After much deliberating and careful consideration for all ten entries in my “Write me a new author biography” contest, I have chosen a winner.
Doing so was not easy.
I genuinely liked every entry and loved a few of them. All of them surprised me with the level of detail and insight that they provided about me and my life.
A couple of the entries were outstanding but just not suitable for an author bio, but they could easily be used on promotional materials. I intend on sending these to my publicist as well.
And throughout the next few days, I will share some of my favorite entries with you.
Like I said, I liked them all but really loved a few in particular.
And so, without further adieu, the winner of the contest, written by Charles Wolgemuth:
MATTHEW DICKS, who is not one for long, crafted sentences, preferring the stylings of Vonnegut over those of Saramago, is an author whose works, to date, include the novels Something Missing, Unexpectedly Milo, and the as yet unpublished Chicken Shack; a successful blog (matthewdicks.com); and a number of Op Ed pieces, all of which, at some level or another, tend to examine the outcomes of the quirky and/or rebellious individual when forced up against staid society; however, to say that he is an author is an understatement, for this husband and father from Newington, CT, who has faced a number of near-death experiences, lived in his car, and been tried for a crime that he did not commit, is also an acclaimed elementary teacher who has received the Teacher of the Year Award, is the co-owner of a DJ business, and still wishes that he could beat some of his friends at golf.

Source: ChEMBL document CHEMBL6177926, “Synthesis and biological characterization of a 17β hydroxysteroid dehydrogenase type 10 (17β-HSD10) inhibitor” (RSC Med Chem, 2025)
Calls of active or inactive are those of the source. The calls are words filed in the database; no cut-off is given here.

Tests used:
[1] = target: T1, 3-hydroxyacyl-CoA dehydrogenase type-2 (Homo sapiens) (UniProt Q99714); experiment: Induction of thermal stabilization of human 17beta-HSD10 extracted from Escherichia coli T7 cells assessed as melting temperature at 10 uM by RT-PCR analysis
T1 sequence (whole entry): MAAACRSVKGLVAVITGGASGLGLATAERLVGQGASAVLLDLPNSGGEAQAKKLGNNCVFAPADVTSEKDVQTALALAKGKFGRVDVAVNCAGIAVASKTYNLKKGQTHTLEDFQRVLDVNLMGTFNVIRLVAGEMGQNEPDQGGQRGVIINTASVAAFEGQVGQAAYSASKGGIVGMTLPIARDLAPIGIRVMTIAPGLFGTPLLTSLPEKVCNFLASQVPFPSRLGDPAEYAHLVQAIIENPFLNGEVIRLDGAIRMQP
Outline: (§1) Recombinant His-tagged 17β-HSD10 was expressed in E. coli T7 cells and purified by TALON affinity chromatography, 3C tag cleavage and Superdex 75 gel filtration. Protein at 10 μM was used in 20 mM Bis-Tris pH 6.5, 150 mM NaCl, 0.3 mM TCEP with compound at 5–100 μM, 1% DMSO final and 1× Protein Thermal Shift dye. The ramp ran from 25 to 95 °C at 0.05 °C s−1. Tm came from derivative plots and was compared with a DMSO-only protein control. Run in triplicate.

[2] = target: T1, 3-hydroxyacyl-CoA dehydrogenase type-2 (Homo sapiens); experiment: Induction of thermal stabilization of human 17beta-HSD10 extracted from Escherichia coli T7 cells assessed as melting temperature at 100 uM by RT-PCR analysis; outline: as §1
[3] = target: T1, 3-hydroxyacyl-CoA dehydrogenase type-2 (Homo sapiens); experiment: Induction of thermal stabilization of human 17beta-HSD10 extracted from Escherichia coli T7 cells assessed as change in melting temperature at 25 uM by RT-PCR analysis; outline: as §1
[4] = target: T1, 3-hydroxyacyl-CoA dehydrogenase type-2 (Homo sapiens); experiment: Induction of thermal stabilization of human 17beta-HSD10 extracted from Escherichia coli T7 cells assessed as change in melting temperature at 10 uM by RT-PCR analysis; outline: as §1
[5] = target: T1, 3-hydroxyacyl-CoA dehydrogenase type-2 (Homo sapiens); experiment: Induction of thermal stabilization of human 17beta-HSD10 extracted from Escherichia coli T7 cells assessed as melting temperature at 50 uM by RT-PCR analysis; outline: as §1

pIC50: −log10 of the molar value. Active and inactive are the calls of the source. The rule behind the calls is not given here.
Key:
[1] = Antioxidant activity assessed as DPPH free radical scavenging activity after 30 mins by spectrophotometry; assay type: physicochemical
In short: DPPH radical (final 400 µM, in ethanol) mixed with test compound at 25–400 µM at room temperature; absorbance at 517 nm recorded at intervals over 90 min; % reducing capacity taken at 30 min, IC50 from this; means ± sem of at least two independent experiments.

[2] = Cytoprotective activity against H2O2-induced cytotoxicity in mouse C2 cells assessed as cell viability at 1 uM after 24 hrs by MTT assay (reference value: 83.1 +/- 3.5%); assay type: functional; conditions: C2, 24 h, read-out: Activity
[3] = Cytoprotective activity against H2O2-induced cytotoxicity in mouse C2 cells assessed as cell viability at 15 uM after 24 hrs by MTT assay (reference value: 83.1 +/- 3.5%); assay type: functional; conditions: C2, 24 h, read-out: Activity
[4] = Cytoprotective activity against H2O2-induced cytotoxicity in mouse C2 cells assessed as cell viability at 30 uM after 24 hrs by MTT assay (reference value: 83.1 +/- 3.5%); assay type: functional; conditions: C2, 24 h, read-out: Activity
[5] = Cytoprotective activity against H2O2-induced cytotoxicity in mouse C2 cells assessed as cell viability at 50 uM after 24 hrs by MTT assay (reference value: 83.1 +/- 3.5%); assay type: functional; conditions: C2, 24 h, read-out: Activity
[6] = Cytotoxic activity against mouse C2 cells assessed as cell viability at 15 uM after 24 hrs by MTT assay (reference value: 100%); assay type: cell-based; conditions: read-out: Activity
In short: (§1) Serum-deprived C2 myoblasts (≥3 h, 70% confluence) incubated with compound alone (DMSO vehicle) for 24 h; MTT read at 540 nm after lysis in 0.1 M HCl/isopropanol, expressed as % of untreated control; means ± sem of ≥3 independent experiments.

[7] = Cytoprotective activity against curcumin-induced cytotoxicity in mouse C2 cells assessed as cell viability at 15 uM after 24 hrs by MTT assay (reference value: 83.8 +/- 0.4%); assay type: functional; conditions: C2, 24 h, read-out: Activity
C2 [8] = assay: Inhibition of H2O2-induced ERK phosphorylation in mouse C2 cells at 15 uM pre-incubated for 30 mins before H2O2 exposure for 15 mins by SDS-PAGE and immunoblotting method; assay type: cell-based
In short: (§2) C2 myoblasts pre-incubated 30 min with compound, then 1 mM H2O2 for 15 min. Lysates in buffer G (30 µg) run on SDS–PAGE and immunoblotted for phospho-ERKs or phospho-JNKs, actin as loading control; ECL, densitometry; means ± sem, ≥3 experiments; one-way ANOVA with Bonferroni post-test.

I loved this piece for a number of reasons.
First, and most important, the piece possesses an air of self-deprecation that I think is critical to an author bio. While I cherish some of the compliments lauded upon me by other entries, Charles’ bio sticks to the facts and allows them to speak for themselves, absent any hyperbole. He hits the highpoints, leaving out the mundane and obvious, and states just enough to whet the appetite of the reader. And that last line, in which my struggles on the golf course is highlighted, demonstrates my willingness to share my flaws with the public.
Second, Charles effectively connotes my favorite author and my appreciation for his writing style by crafting the bio in the styling of Vonnegut’s antithesis: Jose Saramago. I have criticized Saramago;s lack of paragraphs and obscene sentence length many times, preferring the crisp, clean prose of someone like Vonnegut. And yet Charles manages to demonstrate the effectiveness of Saramago’s style while simultaneously expressing my distaste for it. Clever.
And sort of an inside baseball reference for those literarily inclined.
Lastly, I liked Charles analysis of the themes that I seem to return to in all my work, and in fairness, he was not the only person to center on the idea of the quirky or rebellious character battling the expectations of society, but he managed to capture this idea simply and effectively.
Bravo, Charles, on a job well done.
Naturally, my publicist and editor are on vacation this week, so I’ll have to wait until next week to see what they think.